"And frankly, you know what?"
Translation:Et très franchement, vous savez quoi ?
In this sentence très means "quite" → "And quite frankly ..." but I don't know why très is required in the translation. I hope someone can shine some light on this as I would like to know too.
I really don't think it is necessary.
I'm not going to be super clear because it is quite subtle, but let me try to explain how they can be (very slightly) different sentences. Without the "très" the meaning can shift a little between "frank/honest/candid" and "plain/without complications". I realise these are close, but the former relates to an entity capable of being dishonest and choosing not to, while the latter can be used for things as well. That's the meaning that's behind eg "zone franche" or "franc de port", where it is about the absence of taxes or additional regulations.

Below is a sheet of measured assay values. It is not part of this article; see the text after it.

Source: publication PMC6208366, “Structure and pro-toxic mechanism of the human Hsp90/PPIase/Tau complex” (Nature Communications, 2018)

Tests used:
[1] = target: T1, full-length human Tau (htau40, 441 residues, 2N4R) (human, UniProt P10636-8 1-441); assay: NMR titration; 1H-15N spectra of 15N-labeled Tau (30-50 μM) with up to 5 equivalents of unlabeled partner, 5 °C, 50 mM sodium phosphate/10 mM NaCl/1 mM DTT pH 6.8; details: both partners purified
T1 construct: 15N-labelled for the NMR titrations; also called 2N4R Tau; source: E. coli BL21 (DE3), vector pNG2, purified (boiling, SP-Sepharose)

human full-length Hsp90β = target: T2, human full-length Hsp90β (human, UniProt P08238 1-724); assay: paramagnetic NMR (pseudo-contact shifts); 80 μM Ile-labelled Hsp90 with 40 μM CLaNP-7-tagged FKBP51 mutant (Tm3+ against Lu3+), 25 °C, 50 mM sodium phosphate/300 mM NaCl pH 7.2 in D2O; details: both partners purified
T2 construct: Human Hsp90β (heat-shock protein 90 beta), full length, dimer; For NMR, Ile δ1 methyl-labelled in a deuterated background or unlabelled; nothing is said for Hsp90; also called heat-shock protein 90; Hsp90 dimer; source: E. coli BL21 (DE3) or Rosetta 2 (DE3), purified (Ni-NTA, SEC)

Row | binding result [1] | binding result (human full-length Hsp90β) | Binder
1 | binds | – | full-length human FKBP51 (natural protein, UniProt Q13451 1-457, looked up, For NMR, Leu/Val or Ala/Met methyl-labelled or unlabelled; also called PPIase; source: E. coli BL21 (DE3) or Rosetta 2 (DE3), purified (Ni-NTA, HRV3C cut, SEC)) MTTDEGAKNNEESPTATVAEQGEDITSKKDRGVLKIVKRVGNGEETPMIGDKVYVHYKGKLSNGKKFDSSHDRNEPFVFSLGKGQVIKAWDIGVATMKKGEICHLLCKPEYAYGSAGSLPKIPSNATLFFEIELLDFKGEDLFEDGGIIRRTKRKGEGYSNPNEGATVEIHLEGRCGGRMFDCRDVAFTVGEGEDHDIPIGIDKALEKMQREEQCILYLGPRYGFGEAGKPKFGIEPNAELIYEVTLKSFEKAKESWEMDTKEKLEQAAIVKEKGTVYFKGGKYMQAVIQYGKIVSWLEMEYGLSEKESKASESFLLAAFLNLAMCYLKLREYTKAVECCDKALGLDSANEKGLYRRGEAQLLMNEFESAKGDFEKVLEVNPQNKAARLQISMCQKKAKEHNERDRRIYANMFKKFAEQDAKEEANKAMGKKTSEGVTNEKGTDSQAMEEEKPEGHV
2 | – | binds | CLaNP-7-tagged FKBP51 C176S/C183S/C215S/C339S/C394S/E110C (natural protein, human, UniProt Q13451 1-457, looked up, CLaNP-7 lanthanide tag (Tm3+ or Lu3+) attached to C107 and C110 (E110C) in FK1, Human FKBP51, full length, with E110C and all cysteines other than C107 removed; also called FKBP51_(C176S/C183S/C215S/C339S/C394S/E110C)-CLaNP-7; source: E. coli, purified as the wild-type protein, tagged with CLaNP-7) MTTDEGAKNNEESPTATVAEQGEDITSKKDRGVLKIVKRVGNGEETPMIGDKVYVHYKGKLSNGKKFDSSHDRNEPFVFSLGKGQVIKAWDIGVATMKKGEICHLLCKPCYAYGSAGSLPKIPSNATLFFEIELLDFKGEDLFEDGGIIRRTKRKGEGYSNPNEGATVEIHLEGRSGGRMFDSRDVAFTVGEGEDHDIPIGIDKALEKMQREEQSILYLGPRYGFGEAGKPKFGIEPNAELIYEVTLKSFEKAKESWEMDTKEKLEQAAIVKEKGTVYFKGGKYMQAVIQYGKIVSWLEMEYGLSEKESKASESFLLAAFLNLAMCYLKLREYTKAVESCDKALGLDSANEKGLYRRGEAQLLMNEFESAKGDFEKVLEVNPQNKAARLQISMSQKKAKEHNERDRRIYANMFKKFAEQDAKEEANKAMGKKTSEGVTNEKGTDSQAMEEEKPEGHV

So the version without "très" could mean either "i'm going to tell you my most honest opinion on the matter right now" or possibly "i'm going to tell you what the matter is all about if we get to the point and forget about all side issues". The version with "très" kind of discards that second option, for reasons i can't fathom.
So is the addition of "très" a "tone-down" akin to adding "bien" to "aimer" when speakng of a person you like but don't love?